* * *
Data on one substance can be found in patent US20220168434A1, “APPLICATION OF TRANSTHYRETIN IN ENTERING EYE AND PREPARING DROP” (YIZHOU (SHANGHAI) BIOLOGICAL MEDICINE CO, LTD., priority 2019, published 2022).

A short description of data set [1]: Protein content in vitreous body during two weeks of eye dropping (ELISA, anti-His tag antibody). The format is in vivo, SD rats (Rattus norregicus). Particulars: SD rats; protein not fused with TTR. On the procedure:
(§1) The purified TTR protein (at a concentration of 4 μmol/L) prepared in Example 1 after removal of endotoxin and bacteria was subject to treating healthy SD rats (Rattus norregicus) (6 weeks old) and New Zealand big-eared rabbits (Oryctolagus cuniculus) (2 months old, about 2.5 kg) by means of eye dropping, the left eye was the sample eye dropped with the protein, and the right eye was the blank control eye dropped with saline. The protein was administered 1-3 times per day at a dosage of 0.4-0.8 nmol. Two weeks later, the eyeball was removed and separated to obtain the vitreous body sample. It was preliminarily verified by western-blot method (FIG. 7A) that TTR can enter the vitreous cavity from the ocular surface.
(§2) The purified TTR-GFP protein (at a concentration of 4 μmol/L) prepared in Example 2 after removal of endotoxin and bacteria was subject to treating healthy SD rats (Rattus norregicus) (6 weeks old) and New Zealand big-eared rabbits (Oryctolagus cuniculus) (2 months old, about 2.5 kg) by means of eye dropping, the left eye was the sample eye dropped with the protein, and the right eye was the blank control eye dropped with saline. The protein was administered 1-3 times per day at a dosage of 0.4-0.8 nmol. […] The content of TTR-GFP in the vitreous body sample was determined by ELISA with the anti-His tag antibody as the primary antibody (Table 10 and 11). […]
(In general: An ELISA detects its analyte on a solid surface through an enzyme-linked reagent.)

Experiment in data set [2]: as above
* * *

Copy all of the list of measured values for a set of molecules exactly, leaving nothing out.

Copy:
Data on one substance can be found in patent US20220168434A1, “APPLICATION OF TRANSTHYRETIN IN ENTERING EYE AND PREPARING DROP” (YIZHOU (SHANGHAI) BIOLOGICAL MEDICINE CO, LTD., priority 2019, published 2022).

A short description of data set [1]: Protein content in vitreous body during two weeks of eye dropping (ELISA, anti-His tag antibody). The format is in vivo, SD rats (Rattus norregicus). Particulars: SD rats; protein not fused with TTR. On the procedure:
(§1) The purified TTR protein (at a concentration of 4 μmol/L) prepared in Example 1 after removal of endotoxin and bacteria was subject to treating healthy SD rats (Rattus norregicus) (6 weeks old) and New Zealand big-eared rabbits (Oryctolagus cuniculus) (2 months old, about 2.5 kg) by means of eye dropping, the left eye was the sample eye dropped with the protein, and the right eye was the blank control eye dropped with saline. The protein was administered 1-3 times per day at a dosage of 0.4-0.8 nmol. Two weeks later, the eyeball was removed and separated to obtain the vitreous body sample. It was preliminarily verified by western-blot method (FIG. 7A) that TTR can enter the vitreous cavity from the ocular surface.
(§2) The purified TTR-GFP protein (at a concentration of 4 μmol/L) prepared in Example 2 after removal of endotoxin and bacteria was subject to treating healthy SD rats (Rattus norregicus) (6 weeks old) and New Zealand big-eared rabbits (Oryctolagus cuniculus) (2 months old, about 2.5 kg) by means of eye dropping, the left eye was the sample eye dropped with the protein, and the right eye was the blank control eye dropped with saline. The protein was administered 1-3 times per day at a dosage of 0.4-0.8 nmol. […] The content of TTR-GFP in the vitreous body sample was determined by ELISA with the anti-His tag antibody as the primary antibody (Table 10 and 11). […]
(In general: An ELISA detects its analyte on a solid surface through an enzyme-linked reagent.)

Experiment in data set [2]: as above